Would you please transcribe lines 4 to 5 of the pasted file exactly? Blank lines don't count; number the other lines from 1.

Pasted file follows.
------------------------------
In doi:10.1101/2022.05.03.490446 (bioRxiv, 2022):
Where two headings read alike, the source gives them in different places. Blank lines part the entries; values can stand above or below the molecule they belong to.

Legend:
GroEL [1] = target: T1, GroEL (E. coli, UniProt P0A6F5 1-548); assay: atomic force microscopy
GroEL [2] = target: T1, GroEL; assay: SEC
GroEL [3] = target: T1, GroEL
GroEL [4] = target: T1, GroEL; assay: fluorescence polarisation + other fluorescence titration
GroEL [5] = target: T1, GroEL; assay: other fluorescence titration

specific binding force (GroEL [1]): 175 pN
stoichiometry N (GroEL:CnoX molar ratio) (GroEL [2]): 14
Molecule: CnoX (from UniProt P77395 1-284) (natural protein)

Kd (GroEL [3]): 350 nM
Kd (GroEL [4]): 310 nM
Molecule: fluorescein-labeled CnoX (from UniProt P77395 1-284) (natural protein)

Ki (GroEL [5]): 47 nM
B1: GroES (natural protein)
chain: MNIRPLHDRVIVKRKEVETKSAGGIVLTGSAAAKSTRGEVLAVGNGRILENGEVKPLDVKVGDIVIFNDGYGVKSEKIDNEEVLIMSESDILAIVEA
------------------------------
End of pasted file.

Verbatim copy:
GroEL [1] = target: T1, GroEL (E. coli, UniProt P0A6F5 1-548); assay: atomic force microscopy
GroEL [2] = target: T1, GroEL; assay: SEC